OSLO, Nov. 14 (Xinhua) -- An Oslo court on Tuesday started hearing a climate lawsuit brought by environmentalist groups against the Norwegian government over its plans for Arctic oil exploration.
Greenpeace's Nordic branch and the Nature and Youth have jointly filed the lawsuit against the Norwegian government for granting new oil licenses in the Arctic Barents Sea, saying the decision contravenes the Paris climate agreement and violates the Norwegian Constitution.
"The right to a safe and healthy environment for current and future generations" is granted by the Norwegian Constitution, the two environmentalist groups said.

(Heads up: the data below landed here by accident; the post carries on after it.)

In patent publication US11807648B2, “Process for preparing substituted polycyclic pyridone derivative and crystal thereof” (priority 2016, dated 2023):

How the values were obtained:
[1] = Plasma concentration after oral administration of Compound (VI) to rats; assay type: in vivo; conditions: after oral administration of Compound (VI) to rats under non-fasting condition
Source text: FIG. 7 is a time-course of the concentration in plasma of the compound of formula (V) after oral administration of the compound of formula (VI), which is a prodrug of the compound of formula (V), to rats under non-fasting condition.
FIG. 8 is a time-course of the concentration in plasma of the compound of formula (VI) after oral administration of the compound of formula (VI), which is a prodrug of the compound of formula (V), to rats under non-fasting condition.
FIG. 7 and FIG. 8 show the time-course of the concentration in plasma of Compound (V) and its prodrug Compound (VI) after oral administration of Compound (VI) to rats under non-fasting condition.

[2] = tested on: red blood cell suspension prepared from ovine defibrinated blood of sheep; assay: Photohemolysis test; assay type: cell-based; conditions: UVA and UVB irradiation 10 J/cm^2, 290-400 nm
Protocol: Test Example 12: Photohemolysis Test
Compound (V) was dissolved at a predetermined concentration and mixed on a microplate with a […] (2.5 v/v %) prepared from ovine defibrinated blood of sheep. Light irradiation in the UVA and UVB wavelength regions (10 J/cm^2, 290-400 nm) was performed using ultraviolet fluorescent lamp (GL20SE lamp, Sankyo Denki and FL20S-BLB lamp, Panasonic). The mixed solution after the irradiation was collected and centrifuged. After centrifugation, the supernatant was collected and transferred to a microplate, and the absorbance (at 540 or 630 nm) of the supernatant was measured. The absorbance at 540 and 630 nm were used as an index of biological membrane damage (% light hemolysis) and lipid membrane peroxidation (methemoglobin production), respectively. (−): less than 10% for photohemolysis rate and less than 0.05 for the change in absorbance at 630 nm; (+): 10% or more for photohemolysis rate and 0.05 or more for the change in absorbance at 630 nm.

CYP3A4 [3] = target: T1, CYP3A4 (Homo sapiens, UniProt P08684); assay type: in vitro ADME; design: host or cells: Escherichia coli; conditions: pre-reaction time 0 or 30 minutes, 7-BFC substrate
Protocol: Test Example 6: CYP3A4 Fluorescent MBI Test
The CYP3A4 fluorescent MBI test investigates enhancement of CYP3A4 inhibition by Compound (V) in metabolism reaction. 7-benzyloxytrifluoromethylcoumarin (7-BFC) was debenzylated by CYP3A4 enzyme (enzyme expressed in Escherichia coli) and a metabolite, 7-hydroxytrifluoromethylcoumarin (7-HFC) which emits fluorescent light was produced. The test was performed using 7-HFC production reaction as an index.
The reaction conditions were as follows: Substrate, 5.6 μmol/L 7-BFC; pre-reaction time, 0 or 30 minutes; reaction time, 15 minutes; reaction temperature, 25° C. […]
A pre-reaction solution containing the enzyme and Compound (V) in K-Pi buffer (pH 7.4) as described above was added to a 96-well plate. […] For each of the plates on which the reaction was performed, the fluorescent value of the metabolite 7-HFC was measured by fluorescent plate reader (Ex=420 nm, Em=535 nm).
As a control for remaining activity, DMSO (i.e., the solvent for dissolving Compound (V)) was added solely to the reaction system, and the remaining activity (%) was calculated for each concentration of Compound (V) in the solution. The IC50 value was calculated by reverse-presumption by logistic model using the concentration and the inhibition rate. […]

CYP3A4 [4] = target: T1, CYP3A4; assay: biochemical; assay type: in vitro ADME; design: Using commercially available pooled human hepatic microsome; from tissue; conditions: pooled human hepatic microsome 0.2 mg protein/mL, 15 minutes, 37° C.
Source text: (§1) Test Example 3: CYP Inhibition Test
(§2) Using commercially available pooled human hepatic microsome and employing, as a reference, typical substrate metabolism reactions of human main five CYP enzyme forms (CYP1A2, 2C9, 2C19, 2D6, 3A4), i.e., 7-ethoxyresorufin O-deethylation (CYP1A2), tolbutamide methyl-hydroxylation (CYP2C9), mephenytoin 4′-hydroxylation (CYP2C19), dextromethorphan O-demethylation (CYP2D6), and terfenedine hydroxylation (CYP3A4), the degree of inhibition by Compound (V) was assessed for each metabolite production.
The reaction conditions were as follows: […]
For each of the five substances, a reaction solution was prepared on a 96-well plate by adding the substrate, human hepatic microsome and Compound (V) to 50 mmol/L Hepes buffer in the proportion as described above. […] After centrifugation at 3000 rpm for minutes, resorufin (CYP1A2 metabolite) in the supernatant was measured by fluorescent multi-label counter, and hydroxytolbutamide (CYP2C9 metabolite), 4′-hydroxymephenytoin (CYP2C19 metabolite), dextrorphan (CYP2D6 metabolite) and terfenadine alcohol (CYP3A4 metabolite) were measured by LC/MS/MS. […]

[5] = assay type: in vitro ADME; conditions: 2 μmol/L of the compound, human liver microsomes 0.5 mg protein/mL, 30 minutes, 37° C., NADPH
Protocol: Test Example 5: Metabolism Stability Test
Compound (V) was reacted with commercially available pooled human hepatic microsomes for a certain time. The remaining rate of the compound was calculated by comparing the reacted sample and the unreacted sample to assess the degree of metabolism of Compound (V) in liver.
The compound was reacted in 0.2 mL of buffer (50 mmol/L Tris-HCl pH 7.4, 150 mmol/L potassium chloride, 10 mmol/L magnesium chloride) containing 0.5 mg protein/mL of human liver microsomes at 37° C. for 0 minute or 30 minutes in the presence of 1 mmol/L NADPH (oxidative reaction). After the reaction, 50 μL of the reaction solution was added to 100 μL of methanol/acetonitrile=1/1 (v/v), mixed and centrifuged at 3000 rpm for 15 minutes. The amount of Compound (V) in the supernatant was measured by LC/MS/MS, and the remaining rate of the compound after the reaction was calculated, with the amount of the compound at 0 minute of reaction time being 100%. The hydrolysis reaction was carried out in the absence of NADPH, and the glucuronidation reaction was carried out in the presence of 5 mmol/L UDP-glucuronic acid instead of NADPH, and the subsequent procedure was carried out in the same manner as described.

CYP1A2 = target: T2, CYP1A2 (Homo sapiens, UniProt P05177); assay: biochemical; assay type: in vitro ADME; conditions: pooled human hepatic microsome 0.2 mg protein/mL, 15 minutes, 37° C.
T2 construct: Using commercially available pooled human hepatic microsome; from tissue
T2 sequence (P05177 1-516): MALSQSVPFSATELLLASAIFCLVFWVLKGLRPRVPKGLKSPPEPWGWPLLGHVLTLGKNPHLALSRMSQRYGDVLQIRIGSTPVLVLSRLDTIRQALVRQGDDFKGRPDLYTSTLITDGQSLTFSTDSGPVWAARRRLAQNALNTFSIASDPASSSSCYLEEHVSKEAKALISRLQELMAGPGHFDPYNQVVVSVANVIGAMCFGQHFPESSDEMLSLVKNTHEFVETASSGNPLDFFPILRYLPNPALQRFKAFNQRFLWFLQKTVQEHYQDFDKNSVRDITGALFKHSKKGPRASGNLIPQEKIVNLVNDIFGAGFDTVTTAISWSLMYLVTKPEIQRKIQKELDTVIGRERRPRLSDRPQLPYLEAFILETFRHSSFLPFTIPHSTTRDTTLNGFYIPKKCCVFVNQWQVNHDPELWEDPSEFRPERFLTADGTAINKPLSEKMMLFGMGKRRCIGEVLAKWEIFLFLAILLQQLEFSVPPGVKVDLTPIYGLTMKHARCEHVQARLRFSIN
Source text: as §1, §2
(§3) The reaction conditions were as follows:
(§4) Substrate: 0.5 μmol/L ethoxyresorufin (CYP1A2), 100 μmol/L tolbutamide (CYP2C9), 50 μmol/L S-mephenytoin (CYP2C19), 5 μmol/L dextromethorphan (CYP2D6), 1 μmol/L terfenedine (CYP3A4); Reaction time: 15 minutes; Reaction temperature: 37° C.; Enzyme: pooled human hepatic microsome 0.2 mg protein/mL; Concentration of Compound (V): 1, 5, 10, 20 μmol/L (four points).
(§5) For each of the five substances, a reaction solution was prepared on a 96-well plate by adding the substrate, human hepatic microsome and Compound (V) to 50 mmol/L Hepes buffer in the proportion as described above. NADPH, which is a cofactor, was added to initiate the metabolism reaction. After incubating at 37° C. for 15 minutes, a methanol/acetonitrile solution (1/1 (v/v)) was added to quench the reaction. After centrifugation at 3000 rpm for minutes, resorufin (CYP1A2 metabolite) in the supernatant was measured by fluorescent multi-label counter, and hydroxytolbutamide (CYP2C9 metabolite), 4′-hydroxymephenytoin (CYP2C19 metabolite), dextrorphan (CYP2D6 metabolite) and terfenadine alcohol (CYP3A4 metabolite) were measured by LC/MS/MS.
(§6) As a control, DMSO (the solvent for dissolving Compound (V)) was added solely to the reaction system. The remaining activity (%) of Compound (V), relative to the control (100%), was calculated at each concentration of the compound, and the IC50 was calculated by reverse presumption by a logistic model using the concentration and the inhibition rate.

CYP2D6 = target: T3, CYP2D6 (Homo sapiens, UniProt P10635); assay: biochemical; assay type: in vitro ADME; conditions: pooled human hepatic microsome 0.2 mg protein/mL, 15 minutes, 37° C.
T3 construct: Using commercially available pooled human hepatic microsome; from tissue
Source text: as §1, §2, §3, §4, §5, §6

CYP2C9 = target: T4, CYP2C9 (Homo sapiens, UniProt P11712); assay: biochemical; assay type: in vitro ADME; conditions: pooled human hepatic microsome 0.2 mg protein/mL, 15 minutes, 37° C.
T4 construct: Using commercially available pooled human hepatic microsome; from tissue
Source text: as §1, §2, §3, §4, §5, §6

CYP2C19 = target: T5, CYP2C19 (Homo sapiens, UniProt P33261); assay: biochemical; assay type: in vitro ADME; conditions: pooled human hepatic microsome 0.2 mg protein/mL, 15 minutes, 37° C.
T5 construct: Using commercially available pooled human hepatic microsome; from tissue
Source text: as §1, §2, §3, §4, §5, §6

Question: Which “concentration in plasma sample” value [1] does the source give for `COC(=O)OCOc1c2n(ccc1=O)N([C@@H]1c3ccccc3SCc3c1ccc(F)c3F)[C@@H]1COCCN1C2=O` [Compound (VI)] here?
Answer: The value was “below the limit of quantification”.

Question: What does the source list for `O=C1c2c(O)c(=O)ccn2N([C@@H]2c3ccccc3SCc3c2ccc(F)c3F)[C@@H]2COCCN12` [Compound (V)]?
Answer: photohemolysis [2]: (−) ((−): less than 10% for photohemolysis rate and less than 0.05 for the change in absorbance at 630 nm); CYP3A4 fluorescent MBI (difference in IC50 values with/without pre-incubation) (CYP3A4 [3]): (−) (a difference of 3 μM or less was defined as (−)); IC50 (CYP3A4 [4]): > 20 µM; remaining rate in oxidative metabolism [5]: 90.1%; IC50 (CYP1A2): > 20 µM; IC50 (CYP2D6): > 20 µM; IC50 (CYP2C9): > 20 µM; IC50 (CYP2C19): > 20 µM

They claimed that this is the first case that challenges new oil and gas drillings on the basis of the Paris agreement, and it is also the first time that Article 112 of the Norwegian Constitution will be tested in court, hoping that the lawsuit "could set an international precedent."
The subject of the lawsuit is Norway's decision made in the summer of 2016 to grant 10 new oil drilling licenses on the Norwegian continental shelf in Barents Sea to 13 oil companies, including Norway's Statoil, U.S. energy corporation Chevron and Russia's Lukoil.
The Ministry of Petroleum and Energy, representing the Norwegian government, has dismissed the plaintiffs' argument, insisting that the decision to award the production licenses is "valid" and has "a clear legal foundation," according to a document from the government to Oslo District Court.
The case is expected to run in the court until Nov. 23.